Location was key motivation for choosing Ordean as new school site

Behind the Duluth school district's decision to place a new eastern high school on the Ordean site was the real estate maxim: location, location, location.

Ordean Middle School property

Behind the Duluth school district's decision to place a new eastern high school on the Ordean site was the real estate maxim: location, location, location.

In recent weeks, Ordean neighbors have mobilized to fight the placement of a high school at Superior Street and 40th Avenue East, where a middle school now sits. They say the site is too small, will create too much traffic and could hurt the environment.

District officials, who chose the Ordean site in spring 2007, say they had solid reasons for doing so.

"Long before this thing got emotional, we asked the community to give us criteria for picking these sites," said Duluth Superintendent Keith Dixon. "The thing we kept hearing over and over again was: 'Put our schools where the students are.' That's what we did at Ordean."

When the district downsizes to two high schools, the Ordean site will be positioned in the center of the eastern half's student population, Dixon said.


Based on a system that plots where all students live in the district, East High School also is located in a student center, but it was ruled out because of its size, said to Jeff Schiltz, an account executive with Johnson Controls, the consulting firm leading the district through the long-range planning process.

East sits on 12.7 acres of land versus 26 acres at Ordean and has less space for parking.

"Ordean seemed to be the obvious choice, at least to us anyway," Schiltz said.

Not to Tom Kasper, a spokesman for Ordean neighbors concerned with the site selection.

"The Ordean site does have some merit given its location," Kasper said, "and if it were large enough to support a high school with all the modern features that are supposed to go with it, I think it would be a nice spot -- but it's not. It has some serious limitations and we learn more about them every day."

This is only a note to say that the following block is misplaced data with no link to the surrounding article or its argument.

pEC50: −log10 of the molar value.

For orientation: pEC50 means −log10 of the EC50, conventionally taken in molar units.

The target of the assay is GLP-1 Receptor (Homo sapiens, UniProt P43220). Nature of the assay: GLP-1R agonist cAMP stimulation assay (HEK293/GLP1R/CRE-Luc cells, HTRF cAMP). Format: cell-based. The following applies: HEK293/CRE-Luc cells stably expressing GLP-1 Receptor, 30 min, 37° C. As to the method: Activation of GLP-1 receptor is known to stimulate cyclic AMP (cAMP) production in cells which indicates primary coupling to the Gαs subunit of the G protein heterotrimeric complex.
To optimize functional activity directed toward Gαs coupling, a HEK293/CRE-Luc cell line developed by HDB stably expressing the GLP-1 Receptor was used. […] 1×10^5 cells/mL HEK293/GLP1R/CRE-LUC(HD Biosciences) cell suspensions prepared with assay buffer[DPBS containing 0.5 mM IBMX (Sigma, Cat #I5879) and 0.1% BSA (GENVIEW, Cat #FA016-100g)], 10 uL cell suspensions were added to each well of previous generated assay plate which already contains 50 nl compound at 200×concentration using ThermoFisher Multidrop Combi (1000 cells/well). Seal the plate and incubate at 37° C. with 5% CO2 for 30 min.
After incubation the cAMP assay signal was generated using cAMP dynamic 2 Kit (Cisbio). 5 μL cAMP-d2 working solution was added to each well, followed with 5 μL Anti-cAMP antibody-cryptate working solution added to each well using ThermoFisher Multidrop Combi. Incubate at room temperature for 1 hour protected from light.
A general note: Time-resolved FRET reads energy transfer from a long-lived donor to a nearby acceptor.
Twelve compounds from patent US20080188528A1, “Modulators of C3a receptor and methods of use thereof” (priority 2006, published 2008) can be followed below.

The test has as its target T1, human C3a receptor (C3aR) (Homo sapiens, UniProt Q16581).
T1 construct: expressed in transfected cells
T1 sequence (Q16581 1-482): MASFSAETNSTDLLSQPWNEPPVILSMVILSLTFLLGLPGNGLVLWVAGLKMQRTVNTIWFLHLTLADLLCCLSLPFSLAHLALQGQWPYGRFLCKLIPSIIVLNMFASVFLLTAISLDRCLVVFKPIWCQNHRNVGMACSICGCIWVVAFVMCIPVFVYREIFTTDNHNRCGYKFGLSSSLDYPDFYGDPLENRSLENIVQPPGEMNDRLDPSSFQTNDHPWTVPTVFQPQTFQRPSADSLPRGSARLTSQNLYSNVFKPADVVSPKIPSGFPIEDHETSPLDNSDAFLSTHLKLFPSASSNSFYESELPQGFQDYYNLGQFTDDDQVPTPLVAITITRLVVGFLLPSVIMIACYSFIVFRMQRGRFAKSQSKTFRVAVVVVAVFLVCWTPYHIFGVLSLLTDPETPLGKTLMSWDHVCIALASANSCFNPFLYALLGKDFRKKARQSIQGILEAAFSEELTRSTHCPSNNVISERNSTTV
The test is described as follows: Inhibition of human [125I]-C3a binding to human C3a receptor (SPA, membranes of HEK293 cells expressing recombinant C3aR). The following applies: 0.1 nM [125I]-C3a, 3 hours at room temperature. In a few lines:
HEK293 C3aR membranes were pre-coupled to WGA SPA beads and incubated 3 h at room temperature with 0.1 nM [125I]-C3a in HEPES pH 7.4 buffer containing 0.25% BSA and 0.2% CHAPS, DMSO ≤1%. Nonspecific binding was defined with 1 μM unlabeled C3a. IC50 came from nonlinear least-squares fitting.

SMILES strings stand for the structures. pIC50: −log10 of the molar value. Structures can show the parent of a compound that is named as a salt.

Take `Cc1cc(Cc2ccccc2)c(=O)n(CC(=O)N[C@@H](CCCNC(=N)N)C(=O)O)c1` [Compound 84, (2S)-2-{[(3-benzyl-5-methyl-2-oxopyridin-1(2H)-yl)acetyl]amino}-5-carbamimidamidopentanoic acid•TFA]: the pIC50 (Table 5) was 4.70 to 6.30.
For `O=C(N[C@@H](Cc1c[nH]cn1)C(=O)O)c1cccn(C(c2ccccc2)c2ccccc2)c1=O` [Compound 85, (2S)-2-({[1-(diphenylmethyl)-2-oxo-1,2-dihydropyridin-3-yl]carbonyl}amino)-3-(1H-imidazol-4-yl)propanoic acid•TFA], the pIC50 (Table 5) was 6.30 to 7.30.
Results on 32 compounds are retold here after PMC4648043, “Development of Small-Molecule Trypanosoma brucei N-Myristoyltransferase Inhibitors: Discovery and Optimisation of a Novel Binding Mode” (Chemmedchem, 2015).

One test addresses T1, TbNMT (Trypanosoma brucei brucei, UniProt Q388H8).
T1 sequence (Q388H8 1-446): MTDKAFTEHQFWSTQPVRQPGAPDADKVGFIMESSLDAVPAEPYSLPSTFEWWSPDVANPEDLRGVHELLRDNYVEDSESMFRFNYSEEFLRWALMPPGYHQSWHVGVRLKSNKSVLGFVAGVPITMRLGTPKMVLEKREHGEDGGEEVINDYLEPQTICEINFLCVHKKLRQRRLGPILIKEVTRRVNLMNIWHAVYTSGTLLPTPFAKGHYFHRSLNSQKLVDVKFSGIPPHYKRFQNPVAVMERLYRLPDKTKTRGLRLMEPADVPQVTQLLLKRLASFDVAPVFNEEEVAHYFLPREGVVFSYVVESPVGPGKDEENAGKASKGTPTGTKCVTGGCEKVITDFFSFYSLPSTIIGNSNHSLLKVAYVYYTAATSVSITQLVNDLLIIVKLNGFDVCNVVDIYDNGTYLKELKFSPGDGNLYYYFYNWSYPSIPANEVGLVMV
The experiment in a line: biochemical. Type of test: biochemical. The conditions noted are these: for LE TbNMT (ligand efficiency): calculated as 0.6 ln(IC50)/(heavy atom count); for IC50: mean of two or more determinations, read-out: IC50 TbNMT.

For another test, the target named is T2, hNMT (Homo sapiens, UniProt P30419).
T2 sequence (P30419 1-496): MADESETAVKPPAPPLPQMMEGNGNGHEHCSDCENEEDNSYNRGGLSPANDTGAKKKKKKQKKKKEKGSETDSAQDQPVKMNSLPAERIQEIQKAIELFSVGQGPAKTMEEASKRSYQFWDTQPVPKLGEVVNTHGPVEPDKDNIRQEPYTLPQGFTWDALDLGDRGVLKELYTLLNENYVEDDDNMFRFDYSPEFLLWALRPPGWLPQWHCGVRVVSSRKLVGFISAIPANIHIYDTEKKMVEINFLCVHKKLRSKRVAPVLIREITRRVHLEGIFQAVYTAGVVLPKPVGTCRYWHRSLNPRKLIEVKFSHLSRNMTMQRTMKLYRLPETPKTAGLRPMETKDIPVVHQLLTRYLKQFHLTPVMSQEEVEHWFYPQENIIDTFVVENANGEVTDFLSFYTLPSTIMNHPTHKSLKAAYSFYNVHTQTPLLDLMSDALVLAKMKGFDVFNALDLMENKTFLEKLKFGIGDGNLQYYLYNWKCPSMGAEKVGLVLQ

Among those concerns, Kasper cited the traffic a high school will create in the area and the possibly detrimental impact it will have on the environment.

"I have a kid at Ordean so I can understand the benefit of being able to walk to your school, but what is the tradeoff?" Kasper said. "If the tradeoff is the destruction of the environment and community around it, I don't think it's worth it."

District officials say the benefits of keeping the site in a student neighborhood outweigh its limitations in a landlocked part of town.


"We had parents telling us they wanted to be able to drop their kids off on their way into work. ... If they had a sick kid they wanted the school close enough that they could just quickly pick them up, or run over on a lunch break to see a school performance," Dixon said.

Increasing the number of students who can walk to school also saves on transportation costs. At Central High School, for example -- another site the district considered -- far fewer kids live within two miles of the building than at Ordean: about 275 kids compared to 470, said Ken Willms, transportation director for the district.

"If you look at both schools it's hard to argue with the numbers; there are just more kids around Ordean," Willms said.

Though the Ordean site is smaller than recommended by Minnesota Department of Education guidelines, it can still work, district officials say. The education department recommends about 50 acres for a modern high school, though it acknowledges that cities such as Duluth, Rochester and Minneapolis might not be able to meet that. Ordean sits on

26 acres.

Schiltz pointed out that in 1997 -- when enrollment was much higher -- East High School served 1,660 students, about the amount the district intends to house on the new Ordean site.

"I think that shows that the eastern part of town can handle that kind of student impact," Schiltz said.

What To Read Next
Get Local